3min. read

What Is Phishing?

The term “phishing” can be traced back as far as 1996. Since then, the risk of falling victim to a phishing attack has increased incrementally due to the high usage of the web and mass adoption of hybrid work, making it the most common cause of a security breach. And the most alarming fact about a phishing attack is it only takes one click to become a victim.

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What Is Phishing?

Phishing is a form of social engineering where a threat actor sends one or more fraudulent communications to a user in an attempt to trick them into downloading malware onto a device or forfeit sensitive information such as login credentials, personal identifiable information (PII) or financial data. In most cases, phishing usually occurs through communication channels such as email, SMS messages, social media or phone calls.

How Does Phishing Work?

In the event of a phishing attack, threat actors will send fraudulent communications made to look like they are coming from a reputable source. Appealing to emotions such as fear, curiosity, urgency and greed, threat actors will attempt to get users to ignore basic cybersecurity hygiene and click a link or download an attachment, which could be a malicious webpage, shell script, or even a Microsoft Office document containing a malicious macro. If the user is fooled, they risk leaking sensitive information and may also experience identity theft, data loss or infection of their device or network with malware, including ransomware.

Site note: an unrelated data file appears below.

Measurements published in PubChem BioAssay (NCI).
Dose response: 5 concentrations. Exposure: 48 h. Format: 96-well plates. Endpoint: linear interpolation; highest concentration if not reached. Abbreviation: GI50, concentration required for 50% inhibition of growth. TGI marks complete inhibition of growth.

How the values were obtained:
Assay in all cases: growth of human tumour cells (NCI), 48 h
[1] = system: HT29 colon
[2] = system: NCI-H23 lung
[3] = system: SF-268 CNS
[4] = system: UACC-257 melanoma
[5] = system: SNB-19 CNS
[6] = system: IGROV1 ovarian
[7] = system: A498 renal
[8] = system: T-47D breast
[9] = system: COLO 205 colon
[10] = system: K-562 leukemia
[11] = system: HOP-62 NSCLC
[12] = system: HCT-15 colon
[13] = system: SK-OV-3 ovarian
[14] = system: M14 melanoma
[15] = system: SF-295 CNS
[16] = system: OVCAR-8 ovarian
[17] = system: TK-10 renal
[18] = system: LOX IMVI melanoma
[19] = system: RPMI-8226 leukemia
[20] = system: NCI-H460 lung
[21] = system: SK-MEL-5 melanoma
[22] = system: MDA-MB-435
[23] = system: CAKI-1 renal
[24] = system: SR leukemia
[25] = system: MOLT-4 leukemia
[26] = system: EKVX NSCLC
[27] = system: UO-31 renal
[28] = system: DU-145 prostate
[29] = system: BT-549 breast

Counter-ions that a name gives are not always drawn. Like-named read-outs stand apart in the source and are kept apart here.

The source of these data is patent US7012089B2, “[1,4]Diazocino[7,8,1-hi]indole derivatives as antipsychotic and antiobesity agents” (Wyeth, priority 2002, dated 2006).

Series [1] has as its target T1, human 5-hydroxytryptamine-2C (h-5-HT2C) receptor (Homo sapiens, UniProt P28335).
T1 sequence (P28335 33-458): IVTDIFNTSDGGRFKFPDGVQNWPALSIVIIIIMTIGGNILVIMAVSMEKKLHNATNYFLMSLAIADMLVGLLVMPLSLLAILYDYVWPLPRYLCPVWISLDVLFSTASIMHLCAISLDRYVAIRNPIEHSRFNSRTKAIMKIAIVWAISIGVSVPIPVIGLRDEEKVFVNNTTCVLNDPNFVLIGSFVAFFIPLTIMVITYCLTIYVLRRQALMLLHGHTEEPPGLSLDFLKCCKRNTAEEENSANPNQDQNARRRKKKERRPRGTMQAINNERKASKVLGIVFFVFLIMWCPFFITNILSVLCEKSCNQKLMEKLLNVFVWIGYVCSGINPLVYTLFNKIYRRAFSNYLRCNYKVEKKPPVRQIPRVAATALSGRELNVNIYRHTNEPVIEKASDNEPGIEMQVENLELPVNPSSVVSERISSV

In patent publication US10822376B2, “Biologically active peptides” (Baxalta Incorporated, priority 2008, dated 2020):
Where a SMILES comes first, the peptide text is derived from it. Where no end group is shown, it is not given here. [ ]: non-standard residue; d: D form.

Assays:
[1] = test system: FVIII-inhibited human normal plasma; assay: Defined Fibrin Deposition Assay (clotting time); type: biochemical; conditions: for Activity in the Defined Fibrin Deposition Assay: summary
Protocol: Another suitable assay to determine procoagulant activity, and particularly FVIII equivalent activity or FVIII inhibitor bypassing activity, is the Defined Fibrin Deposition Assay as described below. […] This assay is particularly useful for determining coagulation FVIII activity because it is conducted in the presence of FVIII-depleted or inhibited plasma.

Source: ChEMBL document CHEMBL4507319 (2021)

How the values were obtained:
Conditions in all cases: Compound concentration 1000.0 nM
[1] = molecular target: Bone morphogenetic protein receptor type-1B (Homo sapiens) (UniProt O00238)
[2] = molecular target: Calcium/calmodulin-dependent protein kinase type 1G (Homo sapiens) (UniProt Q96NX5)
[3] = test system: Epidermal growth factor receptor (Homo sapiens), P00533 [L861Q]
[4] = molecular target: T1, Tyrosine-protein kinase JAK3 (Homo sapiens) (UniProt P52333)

Phishing attacks have become one of the most prevalent methods of cybercrime because they are effective due to their ability to avoid detection methods. Most phishing is sent via email as it is simple to deploy and easy to send large quantities of messages in a single attempt. Adding to the ease of deployment is the availability­ of low-cost phishing kits. These phishing kits are collections of tools, such as website development software, coding, spamming ­software and content, which can be utilized to collect data and create convincing websites and emails. The addition of more sophisticated and evasive phishing techniques has also enabled even novice threat actors to bypass traditional security defenses.

The Objective of Phishing Attacks

Motivated by financial or informational gain, a hacker typically deploys a phishing attack to steal data, money or, in some cases, both.

Once a malicious link is clicked, the cybercriminal may download malware onto the device. This allows them to gain access to the user’s sensitive information or possibly move laterally within the network to infect other devices. The threat actor may opt to sell the data to third parties for profit, hold it for ransom, or destroy the victim’s or company’s data if demands aren’t met.

Attackers may also collect contacts from the original victim that can be used in future phishing attacks.

Most Common Types of Phishing

Depending on the objective and intended target, threat actors will use different types of phishing techniques to trick the user into falling victim. Each of the following forms of attacks may be used to achieve different objectives.

Spear Phishing